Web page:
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The safety and efficacy of sequential intramuscular/oral ziprasidone treatment of acute episode in patients with schizophrenia: a multicenter, open-labeled study

Abstract

Background

Ziprasidone mesylate injection is an atypical antipsychotic drug which is recently approved in China. In combination with its oral formulation, sequential therapy with ziprasidone brings new interventions to patients with agitation in the acute phase of schizophrenia. The purpose of this 7-day multicenter study conducted in China was to evaluate the efficacy and safety of ziprasidone sequential treatment through intramuscular/oral routes in agitated patients with schizophrenia.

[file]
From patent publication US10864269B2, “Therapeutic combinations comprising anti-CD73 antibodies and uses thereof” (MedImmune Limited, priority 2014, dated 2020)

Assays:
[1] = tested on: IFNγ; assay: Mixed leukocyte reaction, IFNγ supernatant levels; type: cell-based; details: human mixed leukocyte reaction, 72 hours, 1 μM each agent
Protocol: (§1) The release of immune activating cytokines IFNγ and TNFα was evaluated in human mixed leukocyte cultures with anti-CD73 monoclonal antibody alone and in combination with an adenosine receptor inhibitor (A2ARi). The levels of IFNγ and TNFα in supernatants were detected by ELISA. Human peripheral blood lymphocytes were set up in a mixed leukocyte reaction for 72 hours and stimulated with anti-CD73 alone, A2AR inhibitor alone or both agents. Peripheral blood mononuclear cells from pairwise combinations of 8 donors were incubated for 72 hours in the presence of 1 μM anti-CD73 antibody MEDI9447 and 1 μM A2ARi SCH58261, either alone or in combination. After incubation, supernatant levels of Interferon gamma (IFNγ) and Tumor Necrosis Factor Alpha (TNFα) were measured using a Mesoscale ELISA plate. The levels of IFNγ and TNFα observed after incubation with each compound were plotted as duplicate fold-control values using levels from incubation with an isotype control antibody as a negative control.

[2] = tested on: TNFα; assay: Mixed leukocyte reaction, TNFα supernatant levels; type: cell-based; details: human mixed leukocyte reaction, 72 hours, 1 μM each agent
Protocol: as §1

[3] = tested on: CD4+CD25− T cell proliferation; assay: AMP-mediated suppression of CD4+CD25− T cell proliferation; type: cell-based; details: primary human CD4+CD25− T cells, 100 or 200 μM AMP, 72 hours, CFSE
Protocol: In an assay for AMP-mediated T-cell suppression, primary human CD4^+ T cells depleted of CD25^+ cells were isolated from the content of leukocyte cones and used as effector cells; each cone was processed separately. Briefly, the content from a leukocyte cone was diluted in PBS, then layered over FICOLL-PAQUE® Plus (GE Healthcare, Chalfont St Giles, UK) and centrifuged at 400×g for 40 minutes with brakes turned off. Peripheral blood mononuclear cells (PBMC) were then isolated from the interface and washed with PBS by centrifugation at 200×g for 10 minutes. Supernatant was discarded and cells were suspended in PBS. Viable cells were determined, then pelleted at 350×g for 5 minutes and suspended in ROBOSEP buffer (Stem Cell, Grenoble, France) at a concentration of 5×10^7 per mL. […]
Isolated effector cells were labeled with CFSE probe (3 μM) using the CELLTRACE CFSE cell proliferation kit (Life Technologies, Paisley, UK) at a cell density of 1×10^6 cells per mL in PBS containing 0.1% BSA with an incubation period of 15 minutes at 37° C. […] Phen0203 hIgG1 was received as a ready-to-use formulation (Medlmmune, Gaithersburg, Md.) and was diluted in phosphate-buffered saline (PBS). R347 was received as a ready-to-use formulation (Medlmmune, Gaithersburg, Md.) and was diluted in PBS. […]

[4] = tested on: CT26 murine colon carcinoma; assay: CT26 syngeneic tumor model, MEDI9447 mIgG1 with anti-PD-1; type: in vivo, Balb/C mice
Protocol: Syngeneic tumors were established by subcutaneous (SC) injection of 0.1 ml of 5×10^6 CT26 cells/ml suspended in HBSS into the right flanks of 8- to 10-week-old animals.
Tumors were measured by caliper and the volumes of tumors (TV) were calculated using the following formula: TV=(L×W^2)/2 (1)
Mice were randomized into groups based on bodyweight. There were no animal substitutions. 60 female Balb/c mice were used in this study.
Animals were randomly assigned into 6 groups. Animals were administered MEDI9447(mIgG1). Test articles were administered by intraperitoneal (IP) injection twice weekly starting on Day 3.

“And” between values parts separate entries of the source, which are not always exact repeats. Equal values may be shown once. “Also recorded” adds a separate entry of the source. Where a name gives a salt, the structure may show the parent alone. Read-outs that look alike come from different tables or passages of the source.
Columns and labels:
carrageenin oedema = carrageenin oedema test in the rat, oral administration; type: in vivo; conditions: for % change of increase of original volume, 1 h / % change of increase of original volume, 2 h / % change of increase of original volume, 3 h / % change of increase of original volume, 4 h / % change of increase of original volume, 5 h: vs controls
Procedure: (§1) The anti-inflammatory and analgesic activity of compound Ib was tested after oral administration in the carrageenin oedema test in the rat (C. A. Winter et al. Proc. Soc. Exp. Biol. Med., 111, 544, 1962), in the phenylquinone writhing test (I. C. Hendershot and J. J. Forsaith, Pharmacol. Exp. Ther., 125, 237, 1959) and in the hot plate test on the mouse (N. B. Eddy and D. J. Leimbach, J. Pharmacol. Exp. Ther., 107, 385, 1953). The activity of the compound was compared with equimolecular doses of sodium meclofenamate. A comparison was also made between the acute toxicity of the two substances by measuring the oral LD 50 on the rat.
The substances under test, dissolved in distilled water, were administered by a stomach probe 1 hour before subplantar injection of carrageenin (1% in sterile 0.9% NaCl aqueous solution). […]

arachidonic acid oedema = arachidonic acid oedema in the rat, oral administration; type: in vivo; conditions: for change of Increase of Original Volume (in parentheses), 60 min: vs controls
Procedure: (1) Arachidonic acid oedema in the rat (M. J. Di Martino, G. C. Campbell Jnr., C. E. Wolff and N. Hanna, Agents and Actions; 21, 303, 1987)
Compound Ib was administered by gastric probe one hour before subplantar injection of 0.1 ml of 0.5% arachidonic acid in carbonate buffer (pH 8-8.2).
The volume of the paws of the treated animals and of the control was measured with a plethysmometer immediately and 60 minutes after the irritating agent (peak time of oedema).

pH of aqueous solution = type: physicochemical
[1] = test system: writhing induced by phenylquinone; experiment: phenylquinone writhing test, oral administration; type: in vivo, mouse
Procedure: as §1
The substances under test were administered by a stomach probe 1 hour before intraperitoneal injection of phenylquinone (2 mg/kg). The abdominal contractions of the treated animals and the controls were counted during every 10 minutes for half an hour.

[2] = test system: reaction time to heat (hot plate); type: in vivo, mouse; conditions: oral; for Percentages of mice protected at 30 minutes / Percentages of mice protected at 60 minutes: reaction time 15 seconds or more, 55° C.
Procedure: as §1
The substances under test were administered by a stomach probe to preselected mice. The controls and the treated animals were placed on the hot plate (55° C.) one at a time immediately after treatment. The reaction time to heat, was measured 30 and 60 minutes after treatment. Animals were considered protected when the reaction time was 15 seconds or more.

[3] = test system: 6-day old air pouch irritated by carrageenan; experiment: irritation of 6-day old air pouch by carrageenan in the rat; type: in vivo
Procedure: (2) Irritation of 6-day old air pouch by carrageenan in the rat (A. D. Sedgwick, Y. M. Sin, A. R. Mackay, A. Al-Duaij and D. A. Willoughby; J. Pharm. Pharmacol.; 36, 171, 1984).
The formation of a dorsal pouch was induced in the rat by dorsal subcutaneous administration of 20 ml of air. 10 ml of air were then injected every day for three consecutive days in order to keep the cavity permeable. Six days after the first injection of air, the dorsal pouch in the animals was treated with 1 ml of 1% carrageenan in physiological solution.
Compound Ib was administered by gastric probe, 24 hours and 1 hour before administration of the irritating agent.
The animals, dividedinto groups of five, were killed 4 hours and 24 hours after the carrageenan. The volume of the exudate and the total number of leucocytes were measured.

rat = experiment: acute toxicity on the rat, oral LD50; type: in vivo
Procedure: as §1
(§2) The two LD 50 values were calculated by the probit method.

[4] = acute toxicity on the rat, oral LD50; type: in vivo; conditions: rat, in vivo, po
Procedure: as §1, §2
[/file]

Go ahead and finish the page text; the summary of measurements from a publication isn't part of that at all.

Methods

A total of 95 patients were enrolled from three centers in this study. The study duration was 7 days. In the first 3 days, subjects were administered an intramuscular injection of ziprasidone 10–40 mg daily and started sequentially with oral ziprasidone 40–80 mg at dinner (or lunch) from the day of the last intramuscular injection. In the following 4 days, according to the severity of the symptoms and the drug response, 120–160 mg of ziprasidone was orally administered daily. In total, six visits were scheduled to assess the Positive and Negative Syndrome Scale (PANSS), the Behavioral Activity Rating Scale (BARS), the Clinical Global Impression of Severity (CGI-S), and Improvement (CGI-I) scores throughout the procedure. Lastly, adverse events were recorded during treatment.

Results